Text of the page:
#2 “The Most Tom Stoppard that Tom Stoppard has Ever Tom Stopparded”
Review by Kitty Drexel

Not so long ago I made a promise to myself to read my plays that would stretch my expectations of what theatre should be. I started with some surrealist new plays and slowly made my way to Stoppard. I had read somewhere on the ever trusty internet that Arcadia is considered one of his best, most favored plays. I borrowed a copy from the Minuteman Library system and had at it. I was conked out asleep in 3 minutes. I tried again in a bustling coffee shop; asleep in 7. It was then that I decided to give Stoppard a rest and move on thinking that perhaps I needed to see it onstage to be moved by it. After having seen the Nora Theatre’s well-constructed production, I’m beginning to think that maybe Stoppard isn’t my jam, as it were.

Arcadia is a dry comedy of manners that takes itself very seriously. In it, Stoppard theorizes that no matter how much we research and excavate, history will never truly reveal its mysteries in full. He does this by pairing the past with the present in scenes that reveal as they mystify. It’s a three movement play performed in only two acts.

Ross MacDonald, Celeste Oliva, and Will Madden are working very hard to imbue their characters with life and purpose. Their presentations are reserved and so weighed down by stress and Stoppard’s language that it’s difficult to follow their trajectories. The effervescence and enthusiasm of Matthew Zahnzinger and Kira Patterson are such a contrast that the audience latchs onto them like starving babes at a teet. They aren’t delivering better performances than their co-actors. They are communicating more joy.

Meanwhile, the turtle is adorable and injects some desperately needed sentiment into the show. The adult actors are working their butts off and on the table there’s the sweet beastie strutting around his (her?) cage completely ignoring the action around him. There’s something so poetic in watching this creature of nature go about his business, completely ignoring the humans attempting to piece together time and space. No matter how humans bloviate, Nature is going to continue her cycles. It’s quite endearing.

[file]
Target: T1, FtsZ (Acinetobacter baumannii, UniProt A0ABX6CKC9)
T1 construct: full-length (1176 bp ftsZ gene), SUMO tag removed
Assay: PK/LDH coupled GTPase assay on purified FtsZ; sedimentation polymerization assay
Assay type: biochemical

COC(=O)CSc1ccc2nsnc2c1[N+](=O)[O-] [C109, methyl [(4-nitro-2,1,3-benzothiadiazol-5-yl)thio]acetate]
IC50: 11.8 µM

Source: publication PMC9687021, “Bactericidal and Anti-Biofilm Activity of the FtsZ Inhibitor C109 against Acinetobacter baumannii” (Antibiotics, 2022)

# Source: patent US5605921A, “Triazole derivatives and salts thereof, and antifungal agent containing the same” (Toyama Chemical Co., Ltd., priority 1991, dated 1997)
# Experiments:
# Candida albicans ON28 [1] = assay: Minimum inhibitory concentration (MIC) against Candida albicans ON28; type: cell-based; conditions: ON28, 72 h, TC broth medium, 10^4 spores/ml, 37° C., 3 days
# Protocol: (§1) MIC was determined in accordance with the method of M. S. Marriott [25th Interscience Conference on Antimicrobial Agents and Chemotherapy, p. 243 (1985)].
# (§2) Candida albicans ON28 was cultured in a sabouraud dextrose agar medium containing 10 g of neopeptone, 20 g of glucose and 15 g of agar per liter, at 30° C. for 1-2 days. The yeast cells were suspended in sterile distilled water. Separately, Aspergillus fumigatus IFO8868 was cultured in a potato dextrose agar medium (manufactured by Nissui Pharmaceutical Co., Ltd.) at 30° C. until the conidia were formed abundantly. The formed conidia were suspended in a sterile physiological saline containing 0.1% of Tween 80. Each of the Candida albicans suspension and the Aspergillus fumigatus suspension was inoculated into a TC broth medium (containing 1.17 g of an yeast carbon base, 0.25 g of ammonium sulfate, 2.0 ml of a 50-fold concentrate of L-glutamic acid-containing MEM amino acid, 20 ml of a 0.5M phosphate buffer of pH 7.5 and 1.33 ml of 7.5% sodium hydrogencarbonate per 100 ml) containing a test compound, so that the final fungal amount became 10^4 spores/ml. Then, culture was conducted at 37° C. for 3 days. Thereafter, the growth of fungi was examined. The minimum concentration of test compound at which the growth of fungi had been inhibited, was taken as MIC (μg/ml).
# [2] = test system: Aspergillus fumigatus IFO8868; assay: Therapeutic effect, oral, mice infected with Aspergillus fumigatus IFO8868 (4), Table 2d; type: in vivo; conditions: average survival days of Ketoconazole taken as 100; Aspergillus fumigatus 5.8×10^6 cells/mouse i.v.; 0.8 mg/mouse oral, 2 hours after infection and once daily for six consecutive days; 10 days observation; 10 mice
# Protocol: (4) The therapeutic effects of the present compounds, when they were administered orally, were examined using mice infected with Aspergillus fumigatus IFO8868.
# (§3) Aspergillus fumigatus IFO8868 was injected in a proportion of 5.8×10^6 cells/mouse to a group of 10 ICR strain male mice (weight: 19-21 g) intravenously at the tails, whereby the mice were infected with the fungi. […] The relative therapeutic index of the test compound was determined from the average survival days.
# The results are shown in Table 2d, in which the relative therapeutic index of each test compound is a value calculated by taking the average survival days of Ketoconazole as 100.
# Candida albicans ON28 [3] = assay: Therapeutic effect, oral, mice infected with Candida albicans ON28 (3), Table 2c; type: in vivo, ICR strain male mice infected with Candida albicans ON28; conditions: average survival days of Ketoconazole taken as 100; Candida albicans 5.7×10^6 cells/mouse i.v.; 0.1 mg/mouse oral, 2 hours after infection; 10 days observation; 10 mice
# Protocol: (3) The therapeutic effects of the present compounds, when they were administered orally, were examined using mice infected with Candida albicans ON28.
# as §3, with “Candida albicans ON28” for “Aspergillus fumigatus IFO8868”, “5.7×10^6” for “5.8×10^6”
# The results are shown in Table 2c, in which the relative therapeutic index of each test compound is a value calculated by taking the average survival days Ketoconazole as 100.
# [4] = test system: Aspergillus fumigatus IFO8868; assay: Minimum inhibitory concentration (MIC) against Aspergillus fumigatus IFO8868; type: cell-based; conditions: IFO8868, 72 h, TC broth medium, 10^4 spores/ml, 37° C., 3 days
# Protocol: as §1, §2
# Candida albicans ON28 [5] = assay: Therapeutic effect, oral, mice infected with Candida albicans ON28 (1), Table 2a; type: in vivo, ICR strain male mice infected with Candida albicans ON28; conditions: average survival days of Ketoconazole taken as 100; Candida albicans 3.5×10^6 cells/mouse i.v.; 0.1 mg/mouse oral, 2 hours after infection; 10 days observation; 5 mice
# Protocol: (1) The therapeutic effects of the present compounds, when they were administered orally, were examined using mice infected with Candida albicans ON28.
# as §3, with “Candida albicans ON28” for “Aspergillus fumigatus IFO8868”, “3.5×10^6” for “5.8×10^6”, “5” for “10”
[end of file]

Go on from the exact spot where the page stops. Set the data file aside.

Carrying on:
There are many draws to the Central Square production. The extended run is a testament to its quality but it isn’t what one might call an insight into the human experience. We see exquisite minds working quickly and compellingly but we don’t come to care for these characters as people. Stoppard doesn’t give us much reason to do so. He doesn’t give the actors much opportunity to do so either. What’s more, he meanders around his point providing far too much supporting evidence into his dramatic thesis to verbally prove his point. His characters tell when they should show. The focus is almost entirely on the science. They are meat puppets employed for the purpose of Stoppard’s thorough discussion. It’s brilliant if you’re into that sort of thing.

A note about turtle food: iceberg lettuce is water and cellulose. It has none of the nutrients a turtle needs. Try spinach or watermelon. Turtles love watermelon.  

Photograph: A.R. Sinclair Photography, photo chosen for the turtle.

Photograph: A.R. Sinclair Photography, Turtle and cast

If you enjoyed this article, please consider making a donation. Every cent earned goes towards the upkeep and continuation of the New England Theatre Geek.
Become a patron at Patreon!

Comments are closed.